10. The coupling arrangement according to at least claim 2, characterized by means of a securing mechanism for the radial adjusting screw (11, 11′), which prevents the screw from loosening when in the tensioned state.

11. The coupling arrangement according to one of claims 1 to 10, characterized in that when there is only one rotational direction to the transmitted, a free-wheel is integrated into the arrangement in order to reduce the rotational irregularity transmitted.

Description:

PRIOR ART

[0001] The invention relates to a coupling arrangement for transmitting a torque between a drive shaft and a driven shaft. A coupling arrangement of this kind should be used, particularly in motor vehicles, when driving auxiliary units such as generators, power steering pumps, air conditioning system compressors, etc.

[0002] As the background of invention, it must be emphasized that in internal combustion engines that are conventional at the time of the application, the auxiliary units mentioned are usually driven by means of a belt. Single belts, so-called poly-V-belts, toothed belts, or the like are used for this.

[0003] A fundamental property of such belt-driven mechanisms—in addition to the actual stated aim of transmitting a torque—is the transmission of a radial force between the two shafts involved with the belt drive, by means of the belt tension. This belt tension is used to assure is sufficient frictional force between the belt and pulleys so that the involved torques can be reliably transmitted in a manner that is as free of slippage as possible.

[0004] In conventional engine designs, the radial force mentioned above is absorbed by the bearing points of the above-mentioned auxiliary units (generator, power steering pump, etc.). The bearing points, of the kind produced, for example, by means of deep groove ball bearings in a fixed-bearing/loose-bearing arrangement, are designed for this exerted radial force and also require a definite axial/radial force in order to achieve the service life specified.

[0005] For example to increase the service life of the engine, to reduce maintenance costs, and to reduce the space required by engines, new engine concepts provide for the auxiliary units to be driven without belts. In this connection, the engine provides the auxiliary units with respective driveshafts that have suitable speeds. These shafts are supported in the engine and supply the auxiliary units with a pure torque.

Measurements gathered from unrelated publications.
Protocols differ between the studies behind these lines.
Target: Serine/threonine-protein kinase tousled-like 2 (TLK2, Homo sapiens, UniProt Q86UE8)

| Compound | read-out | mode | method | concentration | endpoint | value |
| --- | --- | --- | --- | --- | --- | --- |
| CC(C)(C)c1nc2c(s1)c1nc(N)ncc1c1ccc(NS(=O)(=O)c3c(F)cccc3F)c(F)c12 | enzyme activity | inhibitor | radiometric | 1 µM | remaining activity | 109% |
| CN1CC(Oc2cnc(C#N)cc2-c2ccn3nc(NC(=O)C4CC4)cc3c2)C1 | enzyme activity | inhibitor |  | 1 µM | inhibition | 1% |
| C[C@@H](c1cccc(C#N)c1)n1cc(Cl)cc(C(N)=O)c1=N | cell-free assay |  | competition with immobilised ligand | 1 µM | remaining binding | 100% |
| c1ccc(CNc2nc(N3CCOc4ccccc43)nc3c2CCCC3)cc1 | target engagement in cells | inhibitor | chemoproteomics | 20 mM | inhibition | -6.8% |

[0006] With a purely central drive, therefore, the radial force, which was necessary for the reliable bearing operation of auxiliary units developed for belt drive, is no longer required. This requires changes in the bearing arrangements of the auxiliary units, increases the complexity and therefore also increases the price of the products.

[0007] Based on this, the object of the invention is to produce a coupling arrangement for transmitting a torque, with the aid of which conventional auxiliary engine units with conventional bearing points can also be driven by means of a gearwheel drive without a relevant limitation of the service life.

[0008] This object is attained by means of the features disclosed in the characterizing part of claim 1. A damping element associated with one of the two shafts is therefore provided in the coupling arrangement in order to compensate for an axial offset between the two shafts. The other shaft is associated with a radial tensioning element, which is coupled to the damping element and introduces a force that acts radially on the driven shaft of the coupling arrangement, which driven shaft is associated with the auxiliary unit. The coupling arrangement thus replaces the radial force exerted by the belt tension in the prior art so that the the bearing points of the auxiliary units are appropriately acted upon even when central drive mechanisms are used and the radial force required for the service life is maintained. As a result, the inexpensive, mass-produced auxiliary units designed for operation with belt drives can still be used even with the new engine concepts with a central drive for the auxiliary units.